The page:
But Atkins said they do intend to enforce the new policy.
“The primary concern we have is supporting the health and well-being of the people we work with who are working very hard to end their homelessness,” she said. “And over-crowded conditions and having people who may not observe the rules of the shelter, which are pretty stringent, can cause difficulty for the people who are here.”
Cote said this change in policy is another reflection that Lifebridge has really changed its mission from a homeless shelter to a housing and service program.
In fact, he does not call the facility a “homeless shelter,” and instead says they offer “transitional beds” in a basement dormitory. They also have 22 apartments for “permanent” housing in adjacent buildings.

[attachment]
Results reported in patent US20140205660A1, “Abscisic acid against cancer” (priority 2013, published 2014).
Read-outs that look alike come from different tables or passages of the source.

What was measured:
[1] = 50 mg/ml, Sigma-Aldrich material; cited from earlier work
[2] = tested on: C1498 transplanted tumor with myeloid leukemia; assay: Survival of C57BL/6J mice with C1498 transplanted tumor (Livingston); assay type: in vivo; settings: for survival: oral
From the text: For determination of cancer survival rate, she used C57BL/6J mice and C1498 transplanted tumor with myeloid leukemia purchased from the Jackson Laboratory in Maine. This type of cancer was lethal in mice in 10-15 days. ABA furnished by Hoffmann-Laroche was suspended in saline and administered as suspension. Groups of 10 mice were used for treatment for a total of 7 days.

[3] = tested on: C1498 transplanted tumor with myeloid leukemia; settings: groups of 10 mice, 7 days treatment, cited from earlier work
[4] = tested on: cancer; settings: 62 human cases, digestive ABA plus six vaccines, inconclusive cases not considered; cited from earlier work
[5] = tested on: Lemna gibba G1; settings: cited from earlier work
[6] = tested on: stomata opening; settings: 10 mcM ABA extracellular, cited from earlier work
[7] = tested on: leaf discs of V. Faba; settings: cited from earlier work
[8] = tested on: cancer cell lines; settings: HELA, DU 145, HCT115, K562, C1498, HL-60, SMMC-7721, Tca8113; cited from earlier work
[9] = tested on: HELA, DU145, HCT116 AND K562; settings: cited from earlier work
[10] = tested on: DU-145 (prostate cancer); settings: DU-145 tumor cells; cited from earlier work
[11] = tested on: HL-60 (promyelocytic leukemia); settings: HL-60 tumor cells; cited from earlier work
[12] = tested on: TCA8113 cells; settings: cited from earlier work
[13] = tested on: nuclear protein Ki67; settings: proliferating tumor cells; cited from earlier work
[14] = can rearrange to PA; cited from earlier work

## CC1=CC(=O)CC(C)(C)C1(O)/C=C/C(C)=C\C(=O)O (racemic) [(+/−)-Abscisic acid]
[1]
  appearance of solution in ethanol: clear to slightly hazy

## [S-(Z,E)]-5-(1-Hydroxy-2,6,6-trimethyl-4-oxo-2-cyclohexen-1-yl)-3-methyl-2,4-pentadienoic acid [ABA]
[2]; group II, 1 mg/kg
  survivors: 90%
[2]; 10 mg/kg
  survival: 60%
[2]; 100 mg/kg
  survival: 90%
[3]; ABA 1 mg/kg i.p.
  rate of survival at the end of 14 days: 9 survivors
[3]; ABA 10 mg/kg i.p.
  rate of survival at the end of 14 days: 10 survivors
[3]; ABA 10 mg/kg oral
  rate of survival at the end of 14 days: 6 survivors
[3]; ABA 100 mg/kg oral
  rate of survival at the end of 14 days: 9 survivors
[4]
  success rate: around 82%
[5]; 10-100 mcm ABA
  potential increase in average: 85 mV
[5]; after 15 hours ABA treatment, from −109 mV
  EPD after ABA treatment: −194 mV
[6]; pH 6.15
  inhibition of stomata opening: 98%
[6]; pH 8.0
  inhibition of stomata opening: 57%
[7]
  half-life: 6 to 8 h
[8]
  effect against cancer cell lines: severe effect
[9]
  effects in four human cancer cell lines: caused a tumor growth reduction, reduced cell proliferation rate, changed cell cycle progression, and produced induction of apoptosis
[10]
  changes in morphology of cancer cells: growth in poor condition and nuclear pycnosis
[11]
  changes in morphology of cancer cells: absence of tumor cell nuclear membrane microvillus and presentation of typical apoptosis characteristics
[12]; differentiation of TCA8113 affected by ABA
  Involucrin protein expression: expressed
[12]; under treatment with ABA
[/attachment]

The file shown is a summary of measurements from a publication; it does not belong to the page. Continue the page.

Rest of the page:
Lifebridge is focused on ending homelessness, he said, which means working with people who are sober and have case workers and service plans. The goal, he said, is to get people back on their feet and into jobs and housing.
The issue of homelessness, he also noted, is regional — not just a Salem problem.
Yet the winter overflow of homeless people at Lifebridge comes from Salem and beyond.
“We have a large homeless population, especially for dinner, and I know they used to walk over (to Lifebridge) when it was really cold,” said Alyse Barbash, executive director of Haven From Hunger, a Peabody food program.
Since Peabody has no shelter, Haven from Hunger does what it can, Barbash said. “What we try to do,” she said, “is make sure we have lots of coats, blankets and socks that will keep them warm.”
The only other local homeless shelters are in Beverly, Gloucester and Lynn. Of those, only Lynn regularly accepts additional homeless on cold nights. Except in dire emergencies, the others stick to the numbers on their occupancy permits.